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Unit 1 the biosphere  populations and interactions
Unit 1 the biosphere  populations and interactions
Unit 1 the biosphere  populations and interactions
Unit 1 the biosphere  populations and interactions
Unit 1 the biosphere  populations and interactions
Unit 1 the biosphere  populations and interactions
Unit 1 the biosphere  populations and interactions
Unit 1 the biosphere  populations and interactions
Unit 1 the biosphere  populations and interactions
Unit 1 the biosphere  populations and interactions
Unit 1 the biosphere  populations and interactions
Unit 1 the biosphere  populations and interactions
Unit 1 the biosphere  populations and interactions
Unit 1 the biosphere  populations and interactions
Unit 1 the biosphere  populations and interactions
Unit 1 the biosphere  populations and interactions
Unit 1 the biosphere  populations and interactions
Unit 1 the biosphere  populations and interactions
Unit 1 the biosphere  populations and interactions
Unit 1 the biosphere  populations and interactions
Unit 1 the biosphere  populations and interactions
Unit 1 the biosphere  populations and interactions
Unit 1 the biosphere  populations and interactions
Unit 1 the biosphere  populations and interactions
Unit 1 the biosphere  populations and interactions
Unit 1 the biosphere  populations and interactions
Unit 1 the biosphere  populations and interactions
Unit 1 the biosphere  populations and interactions
Unit 1 the biosphere  populations and interactions
Unit 1 the biosphere  populations and interactions
Unit 1 the biosphere  populations and interactions
Unit 1 the biosphere  populations and interactions
Unit 1 the biosphere  populations and interactions
Unit 1 the biosphere  populations and interactions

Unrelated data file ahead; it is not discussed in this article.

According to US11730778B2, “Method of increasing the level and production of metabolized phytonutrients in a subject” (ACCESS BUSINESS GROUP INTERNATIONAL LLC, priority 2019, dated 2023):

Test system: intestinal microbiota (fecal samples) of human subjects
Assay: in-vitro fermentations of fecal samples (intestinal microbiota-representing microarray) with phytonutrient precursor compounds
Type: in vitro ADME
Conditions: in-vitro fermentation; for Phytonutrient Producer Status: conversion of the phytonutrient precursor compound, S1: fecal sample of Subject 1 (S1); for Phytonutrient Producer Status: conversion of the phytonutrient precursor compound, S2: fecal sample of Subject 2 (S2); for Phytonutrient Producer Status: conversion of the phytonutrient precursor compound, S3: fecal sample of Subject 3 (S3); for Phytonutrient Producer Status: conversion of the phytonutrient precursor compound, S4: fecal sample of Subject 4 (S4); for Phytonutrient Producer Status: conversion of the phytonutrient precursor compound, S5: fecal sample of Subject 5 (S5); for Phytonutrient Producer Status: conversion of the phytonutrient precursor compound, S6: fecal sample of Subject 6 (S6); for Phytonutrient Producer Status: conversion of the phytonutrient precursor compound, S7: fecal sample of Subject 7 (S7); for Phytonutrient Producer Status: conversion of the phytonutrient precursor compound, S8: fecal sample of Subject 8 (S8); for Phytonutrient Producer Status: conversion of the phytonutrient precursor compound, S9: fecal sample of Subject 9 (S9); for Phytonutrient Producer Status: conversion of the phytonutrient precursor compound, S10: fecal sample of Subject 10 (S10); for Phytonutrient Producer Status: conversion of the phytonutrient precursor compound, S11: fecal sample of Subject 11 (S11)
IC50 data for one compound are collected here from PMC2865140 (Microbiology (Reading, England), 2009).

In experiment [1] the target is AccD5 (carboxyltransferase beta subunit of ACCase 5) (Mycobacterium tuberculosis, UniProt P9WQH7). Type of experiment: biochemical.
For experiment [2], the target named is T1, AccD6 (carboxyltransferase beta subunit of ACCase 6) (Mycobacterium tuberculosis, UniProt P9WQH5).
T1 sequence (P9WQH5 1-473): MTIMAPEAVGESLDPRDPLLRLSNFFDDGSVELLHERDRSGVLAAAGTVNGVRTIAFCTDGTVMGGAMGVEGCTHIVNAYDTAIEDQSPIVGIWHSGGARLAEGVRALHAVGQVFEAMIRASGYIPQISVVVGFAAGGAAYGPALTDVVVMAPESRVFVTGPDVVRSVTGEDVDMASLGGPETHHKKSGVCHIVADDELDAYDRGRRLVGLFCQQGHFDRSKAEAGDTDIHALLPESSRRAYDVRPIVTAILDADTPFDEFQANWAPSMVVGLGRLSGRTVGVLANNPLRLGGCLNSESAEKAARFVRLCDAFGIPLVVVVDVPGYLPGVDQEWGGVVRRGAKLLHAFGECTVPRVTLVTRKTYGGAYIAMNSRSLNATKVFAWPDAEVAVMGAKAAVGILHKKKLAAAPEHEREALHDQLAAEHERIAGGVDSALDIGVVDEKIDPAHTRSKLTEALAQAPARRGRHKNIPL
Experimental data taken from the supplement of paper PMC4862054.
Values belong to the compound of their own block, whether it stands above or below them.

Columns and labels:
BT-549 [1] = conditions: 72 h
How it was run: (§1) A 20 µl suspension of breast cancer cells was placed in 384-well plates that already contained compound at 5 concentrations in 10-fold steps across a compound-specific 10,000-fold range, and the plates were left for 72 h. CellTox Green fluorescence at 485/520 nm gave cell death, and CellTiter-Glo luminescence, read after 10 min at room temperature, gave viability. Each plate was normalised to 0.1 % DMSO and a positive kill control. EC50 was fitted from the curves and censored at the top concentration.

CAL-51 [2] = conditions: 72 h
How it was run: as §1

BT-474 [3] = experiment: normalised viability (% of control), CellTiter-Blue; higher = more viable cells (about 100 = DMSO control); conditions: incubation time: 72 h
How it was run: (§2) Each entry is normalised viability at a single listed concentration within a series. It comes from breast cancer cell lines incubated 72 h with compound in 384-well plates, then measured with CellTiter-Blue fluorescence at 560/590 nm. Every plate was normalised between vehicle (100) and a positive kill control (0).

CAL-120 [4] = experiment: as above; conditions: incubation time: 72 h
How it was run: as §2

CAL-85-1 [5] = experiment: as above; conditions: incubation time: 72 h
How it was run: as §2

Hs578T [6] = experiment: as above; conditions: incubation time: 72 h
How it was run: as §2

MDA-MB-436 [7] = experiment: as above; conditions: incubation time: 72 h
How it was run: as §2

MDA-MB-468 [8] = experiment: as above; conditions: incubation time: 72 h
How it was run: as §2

Unit 1 the biosphere  populations and interactions
Unit 1 the biosphere  populations and interactions
Unit 1 the biosphere  populations and interactions
Unit 1 the biosphere  populations and interactions
Unit 1 the biosphere  populations and interactions
Unit 1 the biosphere  populations and interactions
Unit 1 the biosphere  populations and interactions
Unit 1 the biosphere  populations and interactions
Unit 1 the biosphere  populations and interactions
Unit 1 the biosphere  populations and interactions
Unit 1 the biosphere  populations and interactions
Unit 1 the biosphere  populations and interactions
Unit 1 the biosphere  populations and interactions
Unit 1 the biosphere  populations and interactions
Unit 1 the biosphere  populations and interactions
Unit 1 the biosphere  populations and interactions
Unit 1 the biosphere  populations and interactions
Unit 1 the biosphere  populations and interactions
Unit 1 the biosphere  populations and interactions
Unit 1 the biosphere  populations and interactions
Unit 1 the biosphere  populations and interactions
Unit 1 the biosphere  populations and interactions
Unit 1 the biosphere  populations and interactions
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Unit 1 the biosphere populations and interactions

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Transcript

  1. Unit 1 The Biosphere Populations Interactions
  2. 3 Properties of Populations • Population Size • Population Density • Population Dispersion
  3. Population Size • Population-groups of organisms that belong to the same species and live in a particular area at one time • Population size-number of individuals a population has • Sometimes there are too many to count so a sampling is used. • Scientists count a number of organisms in a certain area and multiply the area.
  4. Population Density • Population density-measures how crowded a population is • The number is always expressed as the number of individuals per unit of area or volume • Some areas are densely populated and others are sparsely populated
  5. Population Dispersion • Dispersion is the spatial distribution of individuals within a population. • There are three types of dispersion. • Clumped dispersion occurs because resources and living space is clumped or because of behavior, herding • Even dispersion is the result of social behavior and organisms stay as far away from each other as possible • Random dispersion results from wind distribution of seeds so plants usually have a random dispersal
  6. Types of Dispersion
  7. Population Dynamics • All populations are dynamic, meaning they change in size and composition over time. • Birth rate-number of births over time • Death rate (mortality rate)- number of deaths over time • Life expectancy- how long on average an individual is expected to live